or the sifrei Torah if the two directions differ.  Do you have a source
 for your assertion to the contrary?


It's not quite that simple
see:baba batra 25b re: facing south
    divrei chamudot 68 on the rosh in brachot re: not having back to aron
    mishna brura hilchot tfila 84:9,10 re: not turning in a different 
direction from all others(even though should face east) similarly aruch 

Kol Tuv
Joel Rich


From: Micha Berger <micha@...>
Date: Wed, 9 Jun 1999 07:43:54 -0400 (EDT)
Subject: Re: Mechitza Question

In v28n67, From: Carl Sherer <csherer@...> writes:
: I think the earliest source for Mechitza is the Mishna in the last 
: Chapter of Succa, which describes the Simchas Beis HaShoeva in 
: the Beis HaMikdash.

That gemara could actually be used as a source that mechitzos are NOT
required for prayer. After all, they put one up for the simchas heis
hasho'eivah (SBhS), when there was undo levity. But they took it down as
soon as refular services resumed!

BTW, R' Moshe held that this mechitza was d'Oraisa. It's assur to add to
the structure of the Temple beyond Hashem's instruction. Therefore, it
must have been part of the Divine design. However, since it can be
assembled on need, the need didn't arise on a regular basis until SBhS.

If there weren't so many authorities in the fray who didn't suggest
this, I would have thought the mechitzah is as old as construction of
the first Temple.  Sh'lomo built a separate azarah (courtyard), the
Ezras Yisrael, where women were excluded. Men worshipped in an area
where there were no women.

:                                        R. Moshe held that the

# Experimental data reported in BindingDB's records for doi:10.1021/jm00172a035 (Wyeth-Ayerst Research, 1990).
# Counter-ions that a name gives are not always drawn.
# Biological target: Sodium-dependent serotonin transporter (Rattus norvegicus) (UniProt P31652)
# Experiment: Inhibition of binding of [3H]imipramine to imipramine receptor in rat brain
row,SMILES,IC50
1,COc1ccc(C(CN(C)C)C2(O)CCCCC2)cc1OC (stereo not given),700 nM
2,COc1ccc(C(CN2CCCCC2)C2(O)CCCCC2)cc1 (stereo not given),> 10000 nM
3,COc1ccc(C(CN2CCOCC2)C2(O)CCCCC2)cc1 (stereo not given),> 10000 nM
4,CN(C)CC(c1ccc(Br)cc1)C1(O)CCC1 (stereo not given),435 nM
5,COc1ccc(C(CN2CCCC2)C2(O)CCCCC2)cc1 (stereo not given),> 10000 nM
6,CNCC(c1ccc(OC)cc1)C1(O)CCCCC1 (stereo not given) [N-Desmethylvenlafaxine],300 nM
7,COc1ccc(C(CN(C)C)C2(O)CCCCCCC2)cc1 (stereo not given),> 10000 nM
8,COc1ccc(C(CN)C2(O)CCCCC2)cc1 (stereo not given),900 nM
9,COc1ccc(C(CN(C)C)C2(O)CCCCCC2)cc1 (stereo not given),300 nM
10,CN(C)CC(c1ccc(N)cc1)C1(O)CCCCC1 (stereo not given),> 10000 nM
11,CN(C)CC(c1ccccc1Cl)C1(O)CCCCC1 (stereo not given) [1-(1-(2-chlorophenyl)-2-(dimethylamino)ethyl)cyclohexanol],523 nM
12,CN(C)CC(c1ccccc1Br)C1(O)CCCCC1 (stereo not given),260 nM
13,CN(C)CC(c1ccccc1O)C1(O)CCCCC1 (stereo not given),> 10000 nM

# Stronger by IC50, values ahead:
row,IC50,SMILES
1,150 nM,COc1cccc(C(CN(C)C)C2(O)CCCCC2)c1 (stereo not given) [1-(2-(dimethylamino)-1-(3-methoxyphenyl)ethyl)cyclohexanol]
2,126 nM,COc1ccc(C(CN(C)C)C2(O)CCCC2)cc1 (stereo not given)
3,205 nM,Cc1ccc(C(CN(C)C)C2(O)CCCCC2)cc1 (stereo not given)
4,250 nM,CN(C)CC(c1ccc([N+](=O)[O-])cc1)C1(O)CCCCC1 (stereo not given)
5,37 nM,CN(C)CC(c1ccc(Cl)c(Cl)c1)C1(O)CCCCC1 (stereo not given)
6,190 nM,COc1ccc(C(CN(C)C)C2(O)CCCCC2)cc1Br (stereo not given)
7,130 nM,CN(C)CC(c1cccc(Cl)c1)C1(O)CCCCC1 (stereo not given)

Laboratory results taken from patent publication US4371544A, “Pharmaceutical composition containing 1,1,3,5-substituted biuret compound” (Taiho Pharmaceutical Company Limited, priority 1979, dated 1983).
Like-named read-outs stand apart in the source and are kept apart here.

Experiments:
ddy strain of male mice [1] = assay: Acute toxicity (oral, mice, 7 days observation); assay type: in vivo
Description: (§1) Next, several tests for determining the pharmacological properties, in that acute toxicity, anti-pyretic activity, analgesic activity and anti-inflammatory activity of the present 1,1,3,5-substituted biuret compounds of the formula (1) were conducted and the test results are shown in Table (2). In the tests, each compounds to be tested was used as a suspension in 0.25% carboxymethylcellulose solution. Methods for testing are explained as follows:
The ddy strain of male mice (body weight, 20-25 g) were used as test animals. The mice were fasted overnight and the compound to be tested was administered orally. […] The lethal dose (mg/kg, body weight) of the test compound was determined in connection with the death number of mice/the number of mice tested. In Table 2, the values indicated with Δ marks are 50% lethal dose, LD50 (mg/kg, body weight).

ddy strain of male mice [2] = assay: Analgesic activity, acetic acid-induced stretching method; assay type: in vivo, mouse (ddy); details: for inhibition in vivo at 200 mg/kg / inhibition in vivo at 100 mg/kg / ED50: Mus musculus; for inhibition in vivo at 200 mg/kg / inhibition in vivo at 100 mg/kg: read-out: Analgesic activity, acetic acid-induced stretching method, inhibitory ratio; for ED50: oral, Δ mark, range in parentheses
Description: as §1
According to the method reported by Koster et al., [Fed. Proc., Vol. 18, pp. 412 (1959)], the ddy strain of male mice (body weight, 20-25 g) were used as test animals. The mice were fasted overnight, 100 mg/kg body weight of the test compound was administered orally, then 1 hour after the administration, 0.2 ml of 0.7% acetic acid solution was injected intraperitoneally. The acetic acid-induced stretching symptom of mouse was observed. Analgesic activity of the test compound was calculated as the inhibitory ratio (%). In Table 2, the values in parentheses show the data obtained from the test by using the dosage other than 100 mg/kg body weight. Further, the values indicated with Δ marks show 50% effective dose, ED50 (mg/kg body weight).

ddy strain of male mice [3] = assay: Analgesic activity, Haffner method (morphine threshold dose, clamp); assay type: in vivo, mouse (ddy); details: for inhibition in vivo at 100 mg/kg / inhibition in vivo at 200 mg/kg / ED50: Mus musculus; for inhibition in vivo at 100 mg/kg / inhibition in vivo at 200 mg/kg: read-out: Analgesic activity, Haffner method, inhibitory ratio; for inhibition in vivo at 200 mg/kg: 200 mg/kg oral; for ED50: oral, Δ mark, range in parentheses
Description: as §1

: mechitza need only come up to the level of the women's shoulders. 
: Rav Moshe's tshuva is in Igros Moshe, Orach Chaim 1:39. The 
: Satmar Rav zt"l held that ...                   the mechitza must 
: be taller than the women's height.

This is an interesting argument. Down to the halachah's basics, it need
only be 3 tefachim (10" or so) high. R' Moshe and the Satmar Rebbe were
arguing about preserving the spirit of the halachah, not the halachah
itself. Lifnim mishuras hadin (beyond the limits of the law)
territory. Or perhaps, since "kidoshim tihyu" (you shall be holy)
requires some acceptance of going beyond the limits of the din, they're
not arguing about the halachos of tephillah (prayer) but of kidoshim

Micha Berger (973) 916-0287          MMG"H for  9-Jun-99: Revi'i, Sh'lach
<micha@...>                                         A"H O"Ch 325:18-24
http://www.aishdas.org                                    Eruvin 93a


From: Moshe J. Bernstein <mjbrnstn@...>
Date: Tue, 8 Jun 1999 10:16:37 -0400 (EDT)
Subject: Patah Genuva and Mappiq Heh

my old friend mechy frankel is correct to point to the Minhat Shai at
Bereshit 1:3 raqia as not including words with mappiq heh in his
discussion of the correct pronunciation of that patah. but i don't think
that we should infer from that omission that consonantal heh at the end
of a word is not treated the same way as het or ayin.

what Minhat Shai is discussing there is the question of what sound
precedes the patah (since syllables apparently have to begin with
consonants): is it a very weak aleph or is it the consonantal aspect of
the vowel which precedes it, y for hiriq and tzere, w for holam and
shuruq? like everything else interesting, it appears to be a